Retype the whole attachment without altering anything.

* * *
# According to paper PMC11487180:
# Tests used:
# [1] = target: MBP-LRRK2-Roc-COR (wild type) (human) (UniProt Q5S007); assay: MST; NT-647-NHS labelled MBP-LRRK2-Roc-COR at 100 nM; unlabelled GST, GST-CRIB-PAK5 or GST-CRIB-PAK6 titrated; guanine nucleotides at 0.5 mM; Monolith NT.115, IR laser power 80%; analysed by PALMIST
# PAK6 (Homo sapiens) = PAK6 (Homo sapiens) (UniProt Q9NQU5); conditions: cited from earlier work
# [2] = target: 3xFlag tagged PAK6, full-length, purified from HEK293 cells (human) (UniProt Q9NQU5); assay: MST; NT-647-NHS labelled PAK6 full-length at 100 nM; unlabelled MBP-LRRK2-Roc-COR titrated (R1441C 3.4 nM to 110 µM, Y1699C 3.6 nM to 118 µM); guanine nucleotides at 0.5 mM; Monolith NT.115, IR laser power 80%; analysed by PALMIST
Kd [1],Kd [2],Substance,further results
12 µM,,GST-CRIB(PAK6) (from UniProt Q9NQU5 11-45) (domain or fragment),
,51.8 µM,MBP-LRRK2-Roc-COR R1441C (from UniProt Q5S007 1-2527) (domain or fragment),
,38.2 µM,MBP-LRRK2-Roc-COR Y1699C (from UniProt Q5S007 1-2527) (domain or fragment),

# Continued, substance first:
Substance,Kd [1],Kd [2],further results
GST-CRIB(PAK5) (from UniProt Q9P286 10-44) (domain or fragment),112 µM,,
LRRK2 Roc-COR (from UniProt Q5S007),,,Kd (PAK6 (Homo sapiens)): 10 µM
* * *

# According to paper PMC11487180:
# Tests used:
# [1] = target: MBP-LRRK2-Roc-COR (wild type) (human) (UniProt Q5S007); assay: MST; NT-647-NHS labelled MBP-LRRK2-Roc-COR at 100 nM; unlabelled GST, GST-CRIB-PAK5 or GST-CRIB-PAK6 titrated; guanine nucleotides at 0.5 mM; Monolith NT.115, IR laser power 80%; analysed by PALMIST
# PAK6 (Homo sapiens) = PAK6 (Homo sapiens) (UniProt Q9NQU5); conditions: cited from earlier work
# [2] = target: 3xFlag tagged PAK6, full-length, purified from HEK293 cells (human) (UniProt Q9NQU5); assay: MST; NT-647-NHS labelled PAK6 full-length at 100 nM; unlabelled MBP-LRRK2-Roc-COR titrated (R1441C 3.4 nM to 110 µM, Y1699C 3.6 nM to 118 µM); guanine nucleotides at 0.5 mM; Monolith NT.115, IR laser power 80%; analysed by PALMIST
Kd [1],Kd [2],Substance,further results
12 µM,,GST-CRIB(PAK6) (from UniProt Q9NQU5 11-45) (domain or fragment),
,51.8 µM,MBP-LRRK2-Roc-COR R1441C (from UniProt Q5S007 1-2527) (domain or fragment),
,38.2 µM,MBP-LRRK2-Roc-COR Y1699C (from UniProt Q5S007 1-2527) (domain or fragment),

# Continued, substance first:
Substance,Kd [1],Kd [2],further results
GST-CRIB(PAK5) (from UniProt Q9P286 10-44) (domain or fragment),112 µM,,
LRRK2 Roc-COR (from UniProt Q5S007),,,Kd (PAK6 (Homo sapiens)): 10 µM